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Noninvasive mobile EEG as a tool for seizure monitoring and management: A systematic review

Noninvasive mobile EEG as a tool for seizure monitoring and management: A systematic review

Andrea Biondi, Viviana Santoro, Pedro F. Viana, Petroula Laiou, Deb K. Pal, Elisa Bruno, Mark P. Richardson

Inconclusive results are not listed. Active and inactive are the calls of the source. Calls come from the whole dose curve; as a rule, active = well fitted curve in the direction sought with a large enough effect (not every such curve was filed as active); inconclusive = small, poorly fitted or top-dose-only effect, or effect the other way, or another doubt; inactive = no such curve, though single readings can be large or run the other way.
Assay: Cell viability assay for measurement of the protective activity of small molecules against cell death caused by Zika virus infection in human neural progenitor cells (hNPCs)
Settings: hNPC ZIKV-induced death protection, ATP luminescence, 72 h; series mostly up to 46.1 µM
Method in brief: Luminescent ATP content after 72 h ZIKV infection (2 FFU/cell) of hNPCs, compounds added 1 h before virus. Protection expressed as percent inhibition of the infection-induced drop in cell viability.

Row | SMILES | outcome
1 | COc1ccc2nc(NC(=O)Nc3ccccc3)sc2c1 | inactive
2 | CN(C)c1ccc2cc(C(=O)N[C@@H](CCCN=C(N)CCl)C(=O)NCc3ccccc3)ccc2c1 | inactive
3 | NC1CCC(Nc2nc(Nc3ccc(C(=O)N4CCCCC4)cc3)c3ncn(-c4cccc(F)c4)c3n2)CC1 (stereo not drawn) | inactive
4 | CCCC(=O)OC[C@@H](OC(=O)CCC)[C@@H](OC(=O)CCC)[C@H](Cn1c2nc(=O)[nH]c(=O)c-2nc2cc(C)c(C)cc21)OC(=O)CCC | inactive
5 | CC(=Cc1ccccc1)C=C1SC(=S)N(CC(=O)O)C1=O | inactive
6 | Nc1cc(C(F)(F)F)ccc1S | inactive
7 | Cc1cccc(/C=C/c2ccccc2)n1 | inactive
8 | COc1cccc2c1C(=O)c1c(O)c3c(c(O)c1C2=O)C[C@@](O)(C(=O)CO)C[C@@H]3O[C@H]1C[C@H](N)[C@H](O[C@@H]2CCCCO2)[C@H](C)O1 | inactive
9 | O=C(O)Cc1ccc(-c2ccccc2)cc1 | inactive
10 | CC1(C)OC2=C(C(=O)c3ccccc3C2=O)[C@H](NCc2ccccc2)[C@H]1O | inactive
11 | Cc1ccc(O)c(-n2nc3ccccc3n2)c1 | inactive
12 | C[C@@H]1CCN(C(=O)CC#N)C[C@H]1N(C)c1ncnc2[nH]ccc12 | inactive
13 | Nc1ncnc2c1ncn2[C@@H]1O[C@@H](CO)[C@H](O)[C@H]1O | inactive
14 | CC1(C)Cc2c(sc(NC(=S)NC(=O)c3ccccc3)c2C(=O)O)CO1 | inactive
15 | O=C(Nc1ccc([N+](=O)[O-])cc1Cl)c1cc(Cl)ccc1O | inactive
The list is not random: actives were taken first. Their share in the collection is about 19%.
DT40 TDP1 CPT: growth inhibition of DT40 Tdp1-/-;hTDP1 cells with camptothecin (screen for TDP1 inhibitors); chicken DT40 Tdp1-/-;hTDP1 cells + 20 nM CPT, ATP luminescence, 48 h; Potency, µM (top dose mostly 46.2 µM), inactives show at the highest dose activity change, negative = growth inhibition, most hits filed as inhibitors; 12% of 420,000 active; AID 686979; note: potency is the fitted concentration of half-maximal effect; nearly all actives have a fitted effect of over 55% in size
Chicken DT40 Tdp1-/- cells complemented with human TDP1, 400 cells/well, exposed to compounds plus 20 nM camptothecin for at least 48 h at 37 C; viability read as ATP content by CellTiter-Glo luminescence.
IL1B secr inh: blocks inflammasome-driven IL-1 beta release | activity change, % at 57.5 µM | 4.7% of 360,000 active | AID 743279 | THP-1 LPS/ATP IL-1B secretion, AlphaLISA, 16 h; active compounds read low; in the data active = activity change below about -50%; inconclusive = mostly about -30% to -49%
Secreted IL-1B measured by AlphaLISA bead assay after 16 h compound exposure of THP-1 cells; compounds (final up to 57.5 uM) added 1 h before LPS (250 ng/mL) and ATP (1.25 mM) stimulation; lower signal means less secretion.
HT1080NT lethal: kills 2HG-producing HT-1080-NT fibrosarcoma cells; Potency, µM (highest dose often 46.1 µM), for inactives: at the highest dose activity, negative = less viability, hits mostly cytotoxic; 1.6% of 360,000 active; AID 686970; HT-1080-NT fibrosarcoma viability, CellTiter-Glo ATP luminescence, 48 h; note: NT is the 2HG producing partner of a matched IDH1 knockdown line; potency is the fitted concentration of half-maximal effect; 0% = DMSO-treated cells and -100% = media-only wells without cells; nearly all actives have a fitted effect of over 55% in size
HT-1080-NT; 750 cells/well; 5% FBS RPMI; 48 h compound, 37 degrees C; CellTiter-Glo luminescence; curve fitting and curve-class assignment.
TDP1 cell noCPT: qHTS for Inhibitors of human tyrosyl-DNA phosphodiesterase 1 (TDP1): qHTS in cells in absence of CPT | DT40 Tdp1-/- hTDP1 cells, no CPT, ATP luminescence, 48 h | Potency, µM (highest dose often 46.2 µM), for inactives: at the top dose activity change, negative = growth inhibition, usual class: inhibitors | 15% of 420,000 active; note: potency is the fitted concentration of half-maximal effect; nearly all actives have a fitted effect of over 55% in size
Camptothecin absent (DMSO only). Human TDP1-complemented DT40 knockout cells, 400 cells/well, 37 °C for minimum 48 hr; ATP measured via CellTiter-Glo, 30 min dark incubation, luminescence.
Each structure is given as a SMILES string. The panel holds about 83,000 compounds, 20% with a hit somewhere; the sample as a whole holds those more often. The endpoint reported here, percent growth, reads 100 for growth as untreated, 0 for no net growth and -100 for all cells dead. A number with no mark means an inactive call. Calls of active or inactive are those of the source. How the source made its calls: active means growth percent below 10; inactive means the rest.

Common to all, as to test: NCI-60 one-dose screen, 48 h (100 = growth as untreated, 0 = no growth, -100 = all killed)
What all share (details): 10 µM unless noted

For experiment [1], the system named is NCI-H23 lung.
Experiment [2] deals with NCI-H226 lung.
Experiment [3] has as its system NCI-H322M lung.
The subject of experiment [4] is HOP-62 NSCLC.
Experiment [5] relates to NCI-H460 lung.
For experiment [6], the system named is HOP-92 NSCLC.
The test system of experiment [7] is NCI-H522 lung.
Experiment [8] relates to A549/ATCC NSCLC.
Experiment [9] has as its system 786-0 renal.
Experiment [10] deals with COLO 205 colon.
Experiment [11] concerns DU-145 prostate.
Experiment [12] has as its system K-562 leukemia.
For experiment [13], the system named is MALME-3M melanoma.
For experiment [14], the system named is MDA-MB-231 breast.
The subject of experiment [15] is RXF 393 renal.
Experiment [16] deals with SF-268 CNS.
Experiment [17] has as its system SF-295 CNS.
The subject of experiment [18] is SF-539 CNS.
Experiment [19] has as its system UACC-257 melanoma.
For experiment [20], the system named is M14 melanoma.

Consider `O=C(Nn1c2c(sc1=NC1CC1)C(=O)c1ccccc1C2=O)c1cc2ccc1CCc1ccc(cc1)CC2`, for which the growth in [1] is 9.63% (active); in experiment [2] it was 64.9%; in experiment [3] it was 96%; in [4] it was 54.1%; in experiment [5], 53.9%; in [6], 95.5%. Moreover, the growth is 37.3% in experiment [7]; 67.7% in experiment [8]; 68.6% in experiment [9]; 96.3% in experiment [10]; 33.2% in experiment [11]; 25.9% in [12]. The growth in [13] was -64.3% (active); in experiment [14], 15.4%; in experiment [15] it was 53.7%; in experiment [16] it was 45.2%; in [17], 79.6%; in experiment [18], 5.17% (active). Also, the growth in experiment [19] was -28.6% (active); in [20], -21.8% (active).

In the last two decades new noninvasive mobile electroencephalography (EEG) solutions have been developed to overcome limitations of conventional clinical EEG and to improve monitoring of patients with long-term conditions. Despite the availability of mobile innovations, their adoption is still very limited. The aim of this study is to review the current state-of-the-art and highlight the main advantages of adopting noninvasive mobile EEG solutions in clinical trials and research studies of people with epilepsy or suspected seizures. Device characteristics are described, and their evaluation is presented. Two authors independently performed a literature review in accordance with Preferred Reporting Items for Systematic Reviews and Meta-Analyses (PRISMA) guidelines. A combination of different digital libraries was used (Embase, MEDLINE, Global Health, PsycINFO and Twenty-three full-text, six conference abstracts, and eight webpages were included, where a total of 14 noninvasive mobile solutions were identified. Published studies demonstrated at different levels how EEG recorded via mobile EEG can be used for visual detection of EEG abnormalities and for the application of automatic-detection algorithms with acceptable specificity and sensitivity. When the quality of the signal was compared with scalp EEG, many similarities were found in the background activities and power spectrum. Several studies indicated that the experience of patients and health care providers using mobile EEG was positive in different settings. Ongoing trials are focused mostly on improving seizure-detection accuracy and also on testing and assessing feasibility and acceptability of noninvasive devices in the hospital and at home. This review supports the potential clinical value of noninvasive mobile EEG systems and their advantages in terms of time, technical support, cost, usability, and reliability when applied to seizure detection and management. On the other hand, the limitations of the studies confirmed that future research is needed to provide more evidence regarding feasibility and acceptability in different settings, as well as the data quality and detection accuracy of new noninvasive mobile EEG solutions.

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